The Grand Hotel is almost a century old. The Sopot icon is still a symbol of luxury

Sopot’s Grand Hotel is one of the most famous hotels in Poland. Construction of the building, now operating under the name Sofitel Grand Sopot, began a century ago. The hotel was very luxurious and popular from the very first days after its opening. During its long history it has hosted the most famous people from the world of politics, music or cinema. Today, it is still very popular with celebrities from all over the world, being a great pride not only of Sopot, but of the entire Polish coast.

The mighty hotel was built between 1924 and 1927 in an eclectic style, combining features of Neo-Baroque and Art Nouveau. Initially, it was mainly intended for the guests of the nearby casino (Spielklub Zoppot), hence the building’s name, Kasino-Hotel, referring to it at the time.

Kasino-Hotel in Sopot, mid-1930s Source:

The design by two professors of the Royal Technical College in Gdansk, architect Ott Kloeppel and designer Richard Kohnke, was a paraphrase of the Grand Hotel built in 1911. Grand Hotel in Szczawno-Zdrój, renamed a few years later as the Silesian Manor (Schlesischer Hof), now the hospital-sanatorium Dom Zdrojowy. At the time of its commissioning, it was the most expensive, luxurious and refined hotel both in Sopot and in the whole of the Free City of Danzig.

Grand Hotel
Sopot with the hotel before the war. Source: NAC – National Digital Archive

The hotel was ceremonially opened in 1927, although it was finished successively until the Second World War. The “dancing floor” (Freiluft-Tanzdiele) built in front of the hotel from the sea was used for dancing by, among others, the American jazz band of Erich Borchard and the orchestras of Erich Bördel from the state radio in Königsberg and Arnold Hilden from the Mokka-Effi-Bar in Berlin. The palates of the guests were looked after by, among others, the famous confectioners from the Czech town of Karlove Vary. In 1931, an exclusive casino (International Sporting-Club) was opened in the hotel on the south side. In 1939, two shelters were added to the building.

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Grand Hotel in 1949. Photo: National Library of Poland, Public domain, via Wikimedia Commons

After the outbreak of World War II, battles for Oksywie and the Hel Peninsula were directed from the building. In the second half of September 1939, the hotel served as the headquarters of Adolf Hitler, who left Sopot twice for the outskirts of defending Warsaw. The Führer’s Sopot quarters were guarded by, among others, two hundred officers of the SS-Wachsturmbann “Eimann” unit. From 1944 to 1945, it housed the Military Evacuation Hospital.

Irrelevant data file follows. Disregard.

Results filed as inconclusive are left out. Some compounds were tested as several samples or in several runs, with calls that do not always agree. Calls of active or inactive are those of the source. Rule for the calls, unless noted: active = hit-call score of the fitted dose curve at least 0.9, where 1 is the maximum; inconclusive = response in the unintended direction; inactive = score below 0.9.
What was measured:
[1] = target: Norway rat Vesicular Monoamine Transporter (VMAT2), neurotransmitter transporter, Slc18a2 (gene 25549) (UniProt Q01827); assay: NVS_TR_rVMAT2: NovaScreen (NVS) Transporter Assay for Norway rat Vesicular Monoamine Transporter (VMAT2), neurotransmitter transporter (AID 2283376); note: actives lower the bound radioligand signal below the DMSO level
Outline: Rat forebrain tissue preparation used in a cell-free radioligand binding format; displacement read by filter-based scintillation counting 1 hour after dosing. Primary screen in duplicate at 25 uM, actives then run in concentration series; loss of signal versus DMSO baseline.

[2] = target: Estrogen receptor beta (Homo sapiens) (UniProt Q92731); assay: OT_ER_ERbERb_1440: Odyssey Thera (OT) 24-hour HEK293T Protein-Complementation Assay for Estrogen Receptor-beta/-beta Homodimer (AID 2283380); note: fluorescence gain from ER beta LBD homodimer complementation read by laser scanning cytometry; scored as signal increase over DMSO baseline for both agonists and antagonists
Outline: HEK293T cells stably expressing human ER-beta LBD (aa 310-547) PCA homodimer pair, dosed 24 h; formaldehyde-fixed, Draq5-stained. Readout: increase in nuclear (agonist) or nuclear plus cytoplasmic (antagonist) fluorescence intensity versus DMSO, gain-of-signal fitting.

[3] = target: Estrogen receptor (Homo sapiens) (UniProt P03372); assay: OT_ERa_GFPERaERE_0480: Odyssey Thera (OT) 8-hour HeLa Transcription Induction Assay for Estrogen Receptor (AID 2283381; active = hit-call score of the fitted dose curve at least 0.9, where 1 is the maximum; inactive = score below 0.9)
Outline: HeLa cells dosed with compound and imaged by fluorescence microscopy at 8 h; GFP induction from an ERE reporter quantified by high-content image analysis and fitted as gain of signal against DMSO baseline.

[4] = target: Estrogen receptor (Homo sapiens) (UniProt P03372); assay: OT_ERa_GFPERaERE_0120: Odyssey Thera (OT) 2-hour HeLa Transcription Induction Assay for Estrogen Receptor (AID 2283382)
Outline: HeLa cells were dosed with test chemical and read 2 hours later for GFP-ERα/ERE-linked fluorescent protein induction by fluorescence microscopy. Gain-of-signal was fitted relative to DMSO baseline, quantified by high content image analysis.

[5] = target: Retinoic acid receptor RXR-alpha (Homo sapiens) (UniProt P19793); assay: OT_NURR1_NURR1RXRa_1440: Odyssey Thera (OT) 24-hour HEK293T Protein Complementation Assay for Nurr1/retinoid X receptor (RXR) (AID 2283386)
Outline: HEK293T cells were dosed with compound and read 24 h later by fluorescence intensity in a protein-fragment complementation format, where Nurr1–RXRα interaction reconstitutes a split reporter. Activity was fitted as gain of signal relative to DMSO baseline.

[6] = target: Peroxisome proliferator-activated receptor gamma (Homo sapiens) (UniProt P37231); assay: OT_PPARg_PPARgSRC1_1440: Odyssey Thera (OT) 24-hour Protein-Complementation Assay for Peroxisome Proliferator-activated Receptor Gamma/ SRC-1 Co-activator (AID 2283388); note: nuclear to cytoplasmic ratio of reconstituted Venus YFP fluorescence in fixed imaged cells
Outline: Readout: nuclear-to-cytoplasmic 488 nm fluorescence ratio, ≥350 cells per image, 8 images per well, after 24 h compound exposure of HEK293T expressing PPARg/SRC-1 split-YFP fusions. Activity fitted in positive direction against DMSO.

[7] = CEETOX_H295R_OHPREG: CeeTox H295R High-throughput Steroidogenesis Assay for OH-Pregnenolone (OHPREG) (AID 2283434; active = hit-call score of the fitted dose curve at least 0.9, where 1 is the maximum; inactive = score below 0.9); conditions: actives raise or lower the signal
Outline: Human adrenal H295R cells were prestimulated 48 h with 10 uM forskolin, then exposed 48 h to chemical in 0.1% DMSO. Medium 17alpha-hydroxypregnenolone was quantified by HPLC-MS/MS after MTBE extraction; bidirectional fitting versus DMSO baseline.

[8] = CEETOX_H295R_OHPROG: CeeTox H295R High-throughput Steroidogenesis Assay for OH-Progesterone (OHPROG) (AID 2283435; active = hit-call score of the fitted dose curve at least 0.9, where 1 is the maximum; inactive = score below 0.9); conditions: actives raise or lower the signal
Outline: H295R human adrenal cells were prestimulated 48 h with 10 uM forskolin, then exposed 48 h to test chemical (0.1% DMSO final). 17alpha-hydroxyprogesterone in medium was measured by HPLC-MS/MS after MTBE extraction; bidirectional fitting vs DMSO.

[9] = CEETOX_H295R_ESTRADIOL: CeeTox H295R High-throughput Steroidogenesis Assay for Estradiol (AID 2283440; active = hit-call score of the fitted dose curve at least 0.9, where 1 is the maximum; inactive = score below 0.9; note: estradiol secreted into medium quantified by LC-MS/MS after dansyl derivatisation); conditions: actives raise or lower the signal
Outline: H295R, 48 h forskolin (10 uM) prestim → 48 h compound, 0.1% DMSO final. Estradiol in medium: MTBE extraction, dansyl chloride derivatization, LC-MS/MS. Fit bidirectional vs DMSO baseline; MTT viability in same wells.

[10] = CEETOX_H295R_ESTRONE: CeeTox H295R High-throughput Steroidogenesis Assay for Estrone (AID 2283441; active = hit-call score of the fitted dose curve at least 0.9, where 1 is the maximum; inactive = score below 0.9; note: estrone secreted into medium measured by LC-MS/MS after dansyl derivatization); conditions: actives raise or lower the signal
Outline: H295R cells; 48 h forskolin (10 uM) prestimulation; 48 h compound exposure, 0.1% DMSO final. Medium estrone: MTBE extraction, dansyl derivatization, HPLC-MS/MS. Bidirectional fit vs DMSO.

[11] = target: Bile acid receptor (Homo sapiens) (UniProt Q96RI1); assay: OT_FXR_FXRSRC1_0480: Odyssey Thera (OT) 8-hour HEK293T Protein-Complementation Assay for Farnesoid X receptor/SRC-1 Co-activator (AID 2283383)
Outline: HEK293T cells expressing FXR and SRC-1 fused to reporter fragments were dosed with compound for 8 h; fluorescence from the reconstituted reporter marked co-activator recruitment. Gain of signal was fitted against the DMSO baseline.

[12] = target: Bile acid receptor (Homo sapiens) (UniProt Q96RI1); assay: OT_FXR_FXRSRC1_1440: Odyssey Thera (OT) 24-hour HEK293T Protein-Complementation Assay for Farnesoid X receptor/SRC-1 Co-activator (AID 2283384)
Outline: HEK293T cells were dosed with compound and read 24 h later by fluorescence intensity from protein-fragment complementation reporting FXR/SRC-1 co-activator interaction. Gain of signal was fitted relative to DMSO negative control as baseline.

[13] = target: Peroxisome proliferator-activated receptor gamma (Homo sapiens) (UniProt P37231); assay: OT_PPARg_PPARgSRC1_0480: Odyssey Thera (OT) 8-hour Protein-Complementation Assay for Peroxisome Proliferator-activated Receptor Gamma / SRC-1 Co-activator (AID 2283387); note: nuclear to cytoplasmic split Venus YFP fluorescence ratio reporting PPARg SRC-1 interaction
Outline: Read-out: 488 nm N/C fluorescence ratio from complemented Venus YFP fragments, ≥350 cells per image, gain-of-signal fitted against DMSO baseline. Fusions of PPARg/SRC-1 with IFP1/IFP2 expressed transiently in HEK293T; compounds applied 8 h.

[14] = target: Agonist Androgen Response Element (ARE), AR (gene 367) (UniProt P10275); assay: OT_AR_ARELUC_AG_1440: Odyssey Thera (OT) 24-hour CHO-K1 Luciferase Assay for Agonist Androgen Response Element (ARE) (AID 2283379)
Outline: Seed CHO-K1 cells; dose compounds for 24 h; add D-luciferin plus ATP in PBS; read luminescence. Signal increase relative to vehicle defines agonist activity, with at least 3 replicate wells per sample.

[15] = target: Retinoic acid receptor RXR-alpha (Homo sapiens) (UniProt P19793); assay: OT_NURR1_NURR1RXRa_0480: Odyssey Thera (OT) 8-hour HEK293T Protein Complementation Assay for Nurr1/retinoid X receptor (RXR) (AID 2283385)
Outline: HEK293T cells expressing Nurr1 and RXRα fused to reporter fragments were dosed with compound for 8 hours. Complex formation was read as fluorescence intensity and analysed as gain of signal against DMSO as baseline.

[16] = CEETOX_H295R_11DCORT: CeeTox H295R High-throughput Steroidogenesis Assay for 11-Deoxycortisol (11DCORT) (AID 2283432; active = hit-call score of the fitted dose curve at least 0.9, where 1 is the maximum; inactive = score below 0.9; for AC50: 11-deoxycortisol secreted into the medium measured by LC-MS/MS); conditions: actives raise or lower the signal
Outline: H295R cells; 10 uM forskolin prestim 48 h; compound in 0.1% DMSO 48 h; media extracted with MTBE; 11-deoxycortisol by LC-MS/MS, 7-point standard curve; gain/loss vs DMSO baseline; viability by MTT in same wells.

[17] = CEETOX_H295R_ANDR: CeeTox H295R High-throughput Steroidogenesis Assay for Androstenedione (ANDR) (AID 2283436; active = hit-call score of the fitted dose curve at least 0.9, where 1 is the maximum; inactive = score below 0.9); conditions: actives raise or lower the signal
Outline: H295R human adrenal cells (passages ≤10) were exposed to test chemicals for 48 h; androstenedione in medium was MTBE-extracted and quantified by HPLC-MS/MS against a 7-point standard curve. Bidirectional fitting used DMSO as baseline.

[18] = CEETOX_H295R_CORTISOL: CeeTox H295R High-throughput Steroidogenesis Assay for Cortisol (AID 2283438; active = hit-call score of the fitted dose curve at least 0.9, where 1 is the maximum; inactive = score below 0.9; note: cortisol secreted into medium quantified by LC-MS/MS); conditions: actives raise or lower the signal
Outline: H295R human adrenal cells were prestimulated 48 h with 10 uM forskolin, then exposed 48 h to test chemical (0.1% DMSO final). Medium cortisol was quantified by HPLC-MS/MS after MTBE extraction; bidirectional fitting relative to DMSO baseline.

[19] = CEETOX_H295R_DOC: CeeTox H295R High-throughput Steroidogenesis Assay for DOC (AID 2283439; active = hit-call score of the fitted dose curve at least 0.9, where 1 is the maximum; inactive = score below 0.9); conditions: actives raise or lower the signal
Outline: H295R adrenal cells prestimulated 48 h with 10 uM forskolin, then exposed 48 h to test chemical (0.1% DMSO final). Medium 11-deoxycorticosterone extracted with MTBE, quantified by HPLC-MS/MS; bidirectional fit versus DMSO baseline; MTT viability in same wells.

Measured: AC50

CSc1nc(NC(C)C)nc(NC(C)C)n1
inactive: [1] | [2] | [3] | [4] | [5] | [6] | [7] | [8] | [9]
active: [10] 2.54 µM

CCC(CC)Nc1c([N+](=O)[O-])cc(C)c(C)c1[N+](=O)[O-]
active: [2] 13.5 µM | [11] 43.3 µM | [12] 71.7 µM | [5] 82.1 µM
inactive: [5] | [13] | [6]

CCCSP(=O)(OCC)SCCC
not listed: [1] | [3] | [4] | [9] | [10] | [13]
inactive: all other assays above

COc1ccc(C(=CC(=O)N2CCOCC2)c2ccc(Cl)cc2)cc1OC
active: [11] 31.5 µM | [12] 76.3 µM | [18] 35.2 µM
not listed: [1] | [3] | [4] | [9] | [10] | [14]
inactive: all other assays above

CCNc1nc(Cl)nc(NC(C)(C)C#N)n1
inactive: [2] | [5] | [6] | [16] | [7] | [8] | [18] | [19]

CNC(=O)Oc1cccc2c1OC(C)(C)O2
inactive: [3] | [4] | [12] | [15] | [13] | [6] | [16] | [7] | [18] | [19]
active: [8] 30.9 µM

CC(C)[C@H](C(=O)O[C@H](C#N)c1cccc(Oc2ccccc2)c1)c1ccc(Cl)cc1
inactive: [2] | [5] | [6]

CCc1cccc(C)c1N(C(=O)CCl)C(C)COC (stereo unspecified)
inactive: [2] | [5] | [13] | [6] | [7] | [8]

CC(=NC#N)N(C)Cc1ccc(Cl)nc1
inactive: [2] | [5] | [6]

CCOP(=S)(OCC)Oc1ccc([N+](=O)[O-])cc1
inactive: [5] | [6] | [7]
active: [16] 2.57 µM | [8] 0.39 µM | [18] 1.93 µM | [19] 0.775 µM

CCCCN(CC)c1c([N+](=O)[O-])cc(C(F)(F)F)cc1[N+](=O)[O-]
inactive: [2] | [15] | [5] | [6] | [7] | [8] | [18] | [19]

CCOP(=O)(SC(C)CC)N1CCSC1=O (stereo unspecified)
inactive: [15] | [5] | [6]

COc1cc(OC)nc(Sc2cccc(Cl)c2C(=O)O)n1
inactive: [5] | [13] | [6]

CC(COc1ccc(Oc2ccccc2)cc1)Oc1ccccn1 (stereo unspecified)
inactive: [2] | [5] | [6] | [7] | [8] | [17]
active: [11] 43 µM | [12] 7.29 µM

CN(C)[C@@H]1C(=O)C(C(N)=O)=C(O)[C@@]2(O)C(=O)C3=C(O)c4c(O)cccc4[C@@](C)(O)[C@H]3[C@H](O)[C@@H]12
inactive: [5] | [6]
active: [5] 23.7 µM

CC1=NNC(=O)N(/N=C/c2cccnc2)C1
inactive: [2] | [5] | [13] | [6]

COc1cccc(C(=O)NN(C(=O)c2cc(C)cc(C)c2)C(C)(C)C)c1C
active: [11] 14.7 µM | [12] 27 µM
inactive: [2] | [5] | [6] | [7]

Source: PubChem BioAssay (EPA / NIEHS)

The Grand Hotel in 1949 and 2018. Photo National Library of Poland , Public domain, via Wikimedia Commons and DerHexer, CC BY-SA 3.0, via Wikimedia Commons

The second time the hotel made history was when, from the capture of Sopot on 23 March 1945, the building served as the headquarters of the Red Army’s White Front. The edifice fortunately avoided total destruction, although it was damaged to some extent. In the spring of 1945, it was handed over to the Polish military authorities, who, with the forces of the K. Rudzki i S-ka of Warsaw removed the war damage (under the direction of Wacław Przerwa), placed the Evacuation Hospital No. 62, which had been transferred from Lublin, in it, and then the local military command.

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Grand Hotel cafeteria, 1960s Source: State Archive in Gdańsk – Gdynia Branch

A year later, at the request of Antoni Turek, the mayor of Sopot, the building was handed over to the city authorities by the decision of Marshal Michał Roli-Żymierski. The building was reopened as a hotel. Since then, it has hosted hundreds of eminent figures: statesmen (monarchs, presidents, prime ministers, politicians) and stars of stage and film. Among those who have stayed at the hotel are King Alfonso XIII of Spain, Nina Andrycz, Charles Aznavour, Josephine Baker, Fidel Castro, Marlene Dietrich, Greta Garbo, Charles de Gaulle, Henry Kissinger, Demis Roussos, Shakira, Omar Sharif, Boney M or Annie Lennox.

29 August 1976 The “Skorpio” team, from right: Karoly Frenreisz, Gyula Papp, Gabor Nemeth, Antal Szucs, on the steps of the Grand Hotel. Source: NAC – National Digital Archive

After the Second World War (until around the 1960s), the hotel continued the stage tradition of the ‘dancing floor’, with guests being entertained by, among others, Leopold Hermann’s Dixieland orchestra. In the summer of 1970, Poland’s first disco, the “Musicorama”, was launched in the hotel’s Tourist Hall.

In 1990, a casino was opened in the hotel, the third in Poland after Warsaw and Krakow. In 2006, the building was modernised, after which it was classified among the highest standard facilities in the country (***** Palace), with a library, among other things. Currently, the hotel operates under the Sofitel brand, a chain owned by the French hotel group Accor. It is the most prestigious hotel in the entire Tri-City, next to the pier and the Forest Opera House it is a landmark of Sopot.


Read also: Architecture in Poland | Hotel | Monument | History | Eclecticism | Sopot

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